Get Wise on Wisdom Teeth
We’re returning this month with the lowdown on wisdom teeth.
A wisdom tooth is a third molar and is the furthest back of the three. The age they grow is variable, but generally occurs between late teens and early twenties. Most adults have four wisdom teeth - one in each quadrant. But it is possible to have none, or one to three. It’s also possible to have more than four - with these extras called supernumerary teeth.
Sometimes there is not enough space in the mouth for wisdom teeth to grow. This can lead to them causing discomfort and other issues. However, wisdom teeth do not always cause problems. If you have enough space in your mouth, they will likely grow without an issue. There may be some slight discomfort when they come through (think adult teething), but this is temporary.
Wisdom teeth can lead to problems if there isn’t enough space for them to surface or they come through in the wrong position. If your dentist says your wisdom teeth are impacted, he or she means they are trapped in your jaw or under your gums.
As your wisdom teeth make their way through your gums, your dentist will be monitoring your mouth for signs of the following:
- Wisdom teeth that aren’t in the right position can allow food to become trapped. That gives cavity-causing bacteria a place to grow.
- Wisdom teeth that haven’t come in properly, which can make it difficult to floss between the wisdom teeth and the molars next to them.
- Wisdom teeth that have partially come through can give bacteria a place to enter the gums and create a place for infection to occur. This may also lead to pain, swelling and stiffness in your jaw.
- Wisdom teeth that don’t have room to come through are thought by some to crowd or damage neighbouring teeth.
- A wisdom tooth that is impacted can form a cyst on or near the impacted tooth. This could damage the roots of nearby teeth or destroy the bone that supports your teeth.
Relieving the Pain
You should make an appointment to see your dentist if your wisdom teeth are causing severe pain. They'll check your teeth and advise you whether they need to be removed.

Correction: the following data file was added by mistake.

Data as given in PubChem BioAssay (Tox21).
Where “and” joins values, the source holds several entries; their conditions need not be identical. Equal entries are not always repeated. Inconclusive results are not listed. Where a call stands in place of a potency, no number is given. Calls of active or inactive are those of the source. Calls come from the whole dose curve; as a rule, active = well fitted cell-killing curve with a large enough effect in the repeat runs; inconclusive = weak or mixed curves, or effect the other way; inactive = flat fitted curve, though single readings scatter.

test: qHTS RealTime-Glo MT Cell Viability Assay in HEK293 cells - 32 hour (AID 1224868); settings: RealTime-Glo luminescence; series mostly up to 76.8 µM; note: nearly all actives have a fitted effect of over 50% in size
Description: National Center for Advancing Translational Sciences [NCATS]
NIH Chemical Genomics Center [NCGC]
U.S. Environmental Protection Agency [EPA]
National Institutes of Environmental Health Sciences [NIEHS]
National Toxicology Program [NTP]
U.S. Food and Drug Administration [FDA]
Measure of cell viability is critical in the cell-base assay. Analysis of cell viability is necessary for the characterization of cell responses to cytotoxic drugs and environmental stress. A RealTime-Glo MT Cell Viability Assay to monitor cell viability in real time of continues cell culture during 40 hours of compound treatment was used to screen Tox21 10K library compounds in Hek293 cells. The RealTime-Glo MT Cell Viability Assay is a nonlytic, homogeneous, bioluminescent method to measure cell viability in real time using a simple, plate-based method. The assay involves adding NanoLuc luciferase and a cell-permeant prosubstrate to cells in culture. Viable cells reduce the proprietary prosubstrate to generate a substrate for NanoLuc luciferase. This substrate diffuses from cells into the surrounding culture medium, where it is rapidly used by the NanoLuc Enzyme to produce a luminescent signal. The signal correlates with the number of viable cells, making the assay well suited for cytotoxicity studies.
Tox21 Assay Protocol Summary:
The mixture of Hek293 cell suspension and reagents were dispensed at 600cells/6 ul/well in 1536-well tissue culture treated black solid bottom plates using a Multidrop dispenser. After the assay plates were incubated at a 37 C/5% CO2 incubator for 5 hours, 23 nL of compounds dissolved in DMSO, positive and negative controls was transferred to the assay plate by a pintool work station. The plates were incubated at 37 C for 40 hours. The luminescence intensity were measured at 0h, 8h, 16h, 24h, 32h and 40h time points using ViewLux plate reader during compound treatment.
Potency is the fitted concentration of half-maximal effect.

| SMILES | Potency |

If your dentist thinks you may need to have your wisdom teeth removed, they'll usually carry out an X-ray of your mouth. This gives them a clearer view of the position of your teeth.
As with any teeth problems, it's important to see your dentist as soon as possible, rather than waiting for your regular dental check-up.
Removing Wisdom Teeth
Wisdom teeth are not removed as regularly as they previously were, and dentists will only remove them if:
- Infection or cavities
- Lesions (abnormal looking tissue)
- Damage to nearby teeth
- Bone loss around roots
- Not enough room to brush and floss around the tooth
If you are referred for wisdom tooth removal, the process will depend on whether your dentist takes them out in the surgery or refers you to hospital.
Wisdom teeth removal may lead to some swelling on your face and tenderness for a few days, but this discomfort will ease. Most patients eat liquid food after the operation as chewing can be difficult. The surgeon or dentist will advise you what pain relief medication would work best for you.
Wisdom Teeth Care
Even if you do not have to have them removed, wisdom teeth can cause issues later in life. Ensure you keep them clean with regular, thorough brushing and floss around them.